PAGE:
If only Shell senior management had abided by and enforced the values and strictures enshrined in the SGBP I would still be a loyal dedicated Shell geologist today. Furthermore Shell’s reputation would not have been destroyed by the disgraceful conduct of its most senior management, some of whom at the time of writing this letter are still at the pinnacle of the Royal Dutch Shell Group. How can lies, dishonesty and cover-up be reconciled with the above core principles of the SGBP? Has there ever been a better example of blatant hypocrisy?

It is proper before going any further to declare my personal grievances against Shell senior management. I was dismissed after almost 30 years of loyal dedicated service. The allegations against me were “absent from work without leave, permission or reasonable excuse” and “failure to attend weekly meetings without permission, leave or reasonable excuses”. The charges against me were made out of malice and were unfounded, unproven and invented without any formal investigation. The whole process was undermined by improper actions in breach of natural justice.

As Shell senior executives are aware, normal disciplinary procedures were not followed by a management accredited with an ISO certification for excellence in Human Resource (HR) Management. I received no reprimands, nor written or oral warnings. Even worse, threats were made by HR personnel against my assistant, whom I had appointed as permitted by the Domestic Inquiry (DI) Process which preceded my unwarranted dismissal. The truth is that Shell senior management was bent on getting rid of me because I had expressed reservations about Shell misdeeds and wrongdoings. I have a conscience and felt compelled to speak out for the benefits of a civilized society. I have no doubt that a fairly conducted independent investigation would clear my name once and for all.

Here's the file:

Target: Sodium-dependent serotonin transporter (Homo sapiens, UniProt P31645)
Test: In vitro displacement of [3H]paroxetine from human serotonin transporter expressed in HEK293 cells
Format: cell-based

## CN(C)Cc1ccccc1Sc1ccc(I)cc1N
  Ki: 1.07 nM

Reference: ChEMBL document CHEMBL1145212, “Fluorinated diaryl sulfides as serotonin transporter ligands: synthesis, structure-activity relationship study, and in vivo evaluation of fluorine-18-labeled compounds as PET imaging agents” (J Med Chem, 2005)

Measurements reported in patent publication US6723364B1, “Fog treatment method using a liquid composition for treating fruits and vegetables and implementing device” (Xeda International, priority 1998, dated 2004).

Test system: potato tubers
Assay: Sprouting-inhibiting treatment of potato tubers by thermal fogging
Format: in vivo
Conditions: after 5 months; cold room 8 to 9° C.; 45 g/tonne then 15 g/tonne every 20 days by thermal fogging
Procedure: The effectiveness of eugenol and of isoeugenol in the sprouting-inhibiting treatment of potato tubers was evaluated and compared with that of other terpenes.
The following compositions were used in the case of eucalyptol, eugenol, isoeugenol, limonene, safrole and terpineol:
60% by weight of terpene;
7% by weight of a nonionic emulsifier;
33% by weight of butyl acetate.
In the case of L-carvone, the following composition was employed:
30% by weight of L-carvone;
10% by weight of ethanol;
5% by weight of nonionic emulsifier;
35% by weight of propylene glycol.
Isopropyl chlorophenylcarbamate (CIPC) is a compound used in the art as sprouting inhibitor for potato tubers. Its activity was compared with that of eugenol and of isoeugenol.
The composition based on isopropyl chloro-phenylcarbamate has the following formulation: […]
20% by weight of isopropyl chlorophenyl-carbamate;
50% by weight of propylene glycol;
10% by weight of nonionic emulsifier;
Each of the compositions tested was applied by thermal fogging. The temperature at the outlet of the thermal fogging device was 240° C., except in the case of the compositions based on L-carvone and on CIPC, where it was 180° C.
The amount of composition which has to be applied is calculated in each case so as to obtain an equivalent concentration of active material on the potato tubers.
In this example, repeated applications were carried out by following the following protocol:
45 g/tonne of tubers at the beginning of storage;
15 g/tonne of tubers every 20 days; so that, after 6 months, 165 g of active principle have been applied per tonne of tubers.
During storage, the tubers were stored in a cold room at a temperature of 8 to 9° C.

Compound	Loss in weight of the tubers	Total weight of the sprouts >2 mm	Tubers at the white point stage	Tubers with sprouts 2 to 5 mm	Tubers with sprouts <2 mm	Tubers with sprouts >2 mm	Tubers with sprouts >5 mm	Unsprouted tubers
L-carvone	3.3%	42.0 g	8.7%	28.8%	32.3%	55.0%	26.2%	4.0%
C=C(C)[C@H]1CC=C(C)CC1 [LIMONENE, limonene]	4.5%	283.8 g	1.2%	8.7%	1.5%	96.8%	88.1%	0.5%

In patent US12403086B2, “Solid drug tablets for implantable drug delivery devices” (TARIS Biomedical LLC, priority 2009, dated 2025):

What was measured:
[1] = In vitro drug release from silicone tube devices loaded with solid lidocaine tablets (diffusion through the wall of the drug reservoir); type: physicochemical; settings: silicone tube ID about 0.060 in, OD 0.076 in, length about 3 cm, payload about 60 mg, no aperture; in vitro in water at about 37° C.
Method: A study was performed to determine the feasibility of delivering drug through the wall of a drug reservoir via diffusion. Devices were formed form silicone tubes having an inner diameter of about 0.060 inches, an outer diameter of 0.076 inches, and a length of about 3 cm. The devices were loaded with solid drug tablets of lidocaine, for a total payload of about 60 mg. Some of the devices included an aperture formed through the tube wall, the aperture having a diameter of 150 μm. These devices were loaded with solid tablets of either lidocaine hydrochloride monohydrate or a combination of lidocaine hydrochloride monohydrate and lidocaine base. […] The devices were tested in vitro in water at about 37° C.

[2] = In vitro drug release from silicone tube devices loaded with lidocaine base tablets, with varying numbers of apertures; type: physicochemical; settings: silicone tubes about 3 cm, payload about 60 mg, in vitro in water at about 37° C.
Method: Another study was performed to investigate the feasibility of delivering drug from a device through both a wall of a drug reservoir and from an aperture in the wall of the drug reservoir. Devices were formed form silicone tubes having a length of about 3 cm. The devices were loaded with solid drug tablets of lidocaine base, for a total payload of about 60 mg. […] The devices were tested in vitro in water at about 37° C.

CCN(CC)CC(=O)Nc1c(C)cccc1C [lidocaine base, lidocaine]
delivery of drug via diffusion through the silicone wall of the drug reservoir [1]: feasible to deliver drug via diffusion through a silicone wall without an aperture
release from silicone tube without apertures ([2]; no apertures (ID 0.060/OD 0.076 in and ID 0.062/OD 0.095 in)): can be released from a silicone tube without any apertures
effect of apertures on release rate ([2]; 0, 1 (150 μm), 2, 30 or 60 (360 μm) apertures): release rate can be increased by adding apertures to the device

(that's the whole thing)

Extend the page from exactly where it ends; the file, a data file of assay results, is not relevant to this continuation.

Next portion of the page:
Obviously the issue of my dismissal is not of world shaking significance but it is of great importance to me because it reflects on my personal integrity which I value very highly.  I have been shamed and humiliated. If I had been genuinely guilty of the allegations that would be bad enough; it makes my situation almost unbearable knowing that my dismissal was based on unfounded allegations combined with falsified evidence and the deliberate intimidation of my assistant for the domestic inquiry.

I did write recently to Malcolm Brinded who is a Group MD of the Royal Dutch Shell Group and Chief Executive Officer of Shell Exploration and Production seeking his intervention. Suffice it to say that although I had worked for Shell for almost 30 years in a senior position, Mr Brinded did not even have the courtesy to acknowledge my communication. That alone speaks volumes about him.